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Lateral view of a Female Hexagenia limbata (Ephemeridae) (Hex) Mayfly Dun from the Namekagon River in Wisconsin
Hex Mayflies
Hexagenia limbata

The famous nocturnal Hex hatch of the Midwest (and a few other lucky locations) stirs to the surface mythically large brown trout that only touch streamers for the rest of the year.

Dorsal view of a Ephemerella mucronata (Ephemerellidae) Mayfly Nymph from the Yakima River in Washington
This is an interesting one. Following the keys in Merritt R.W., Cummins, K.W., and Berg, M.B. (2019) and Jacobus et al. (2014), it keys clearly to Ephemerella. Jacobus et al provide a key to species, but some of the characteristics are tricky to interpret without illustrations. If I didn't make any mistakes, this one keys to Ephemerella mucronata, which has not previously been reported any closer to here than Montana and Alberta. The main character seems to fit well: "Abdominal terga with prominent, paired, subparallel, spiculate ridges." Several illustrations or descriptions of this holarctic species from the US and Europe seem to match, including the body length, tarsal claws and denticles, labial palp, and gill shapes. These sources include including Richard Allen's original description of this species in North America under the now-defunct name E. moffatae in Allen RK (1977) and the figures in this description of the species in Italy.
27" brown trout, my largest ever. It was the sub-dominant fish in its pool. After this, I hooked the bigger one, but I couldn't land it.
Troutnut is a project started in 2003 by salmonid ecologist Jason "Troutnut" Neuswanger to help anglers and fly tyers unabashedly embrace the entomological side of the sport. Learn more about Troutnut or support the project for an enhanced experience here.

By Troutnut on August 31st, 2013
My dad and brother flew in to Fairbanks for a visit last night, and had the good luck to catch the second best display of aurora I've seen in six years in Alaska. The pictures don't do justice to the way these beams shot and shimmered across the sky, but they still show that my visitors had incredibly lucky timing. These pictures were taken just a few miles outside Fairbanks.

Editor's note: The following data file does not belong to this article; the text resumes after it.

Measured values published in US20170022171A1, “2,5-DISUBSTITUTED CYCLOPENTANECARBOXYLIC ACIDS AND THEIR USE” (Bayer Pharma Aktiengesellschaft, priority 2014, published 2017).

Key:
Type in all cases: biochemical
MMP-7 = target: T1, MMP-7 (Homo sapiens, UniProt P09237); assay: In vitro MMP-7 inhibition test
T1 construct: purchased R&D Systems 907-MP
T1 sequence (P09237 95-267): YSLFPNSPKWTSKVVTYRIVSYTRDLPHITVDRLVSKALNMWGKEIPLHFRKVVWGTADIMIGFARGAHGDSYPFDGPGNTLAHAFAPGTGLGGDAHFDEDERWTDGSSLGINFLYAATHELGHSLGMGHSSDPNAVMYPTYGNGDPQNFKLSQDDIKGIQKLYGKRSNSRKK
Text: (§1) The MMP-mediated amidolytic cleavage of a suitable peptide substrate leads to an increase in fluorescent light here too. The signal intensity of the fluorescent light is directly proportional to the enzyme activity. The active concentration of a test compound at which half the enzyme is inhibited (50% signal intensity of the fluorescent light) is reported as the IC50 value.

Photos by Troutnut from Miscellaneous Alaska in Alaska

UAF Large Animal Research Station in Alaska
UAF Large Animal Research Station in Alaska
UAF Large Animal Research Station in Alaska
UAF Large Animal Research Station in Alaska
UAF Large Animal Research Station in Alaska
UAF Large Animal Research Station in Alaska
UAF Large Animal Research Station in Alaska

Comments / replies

Crepuscular
Crepuscular's profile picture
Boiling Springs, PA

Posts: 920
Crepuscular on Sep 1, 2013September 1st, 2013, 5:22 am EDT
Nice! Seems like your father and brother have some good timing! Maybe you should take them fishing! ;)
Jmd123
Jmd123's profile picture
Oscoda, MI

Posts: 2474
Jmd123 on Sep 1, 2013September 1st, 2013, 10:18 am EDT
WOOOOOOOOOOOOOOOOOOOOOOOW!!!!!!!!!!!!!!!!!

Sure a photo does not do it justice because of the ever-shimmering constant movement...but those sure are some COOL photos anyway!!!

Funny thing you posted this today, Jason - I just had a dream about seeing the Aurora last night! Haven't seen them in a while myself, looking forward to catching one here again eventually.

Thanks for sharing, those are amazing pics!

Jonathon
No matter how big the one you just caught is, there's always a bigger one out there somewhere...
Lastchance
Portage, PA

Posts: 437
Lastchance on Sep 2, 2013September 2nd, 2013, 3:39 am EDT
So cool! Like they say, timing is everything.

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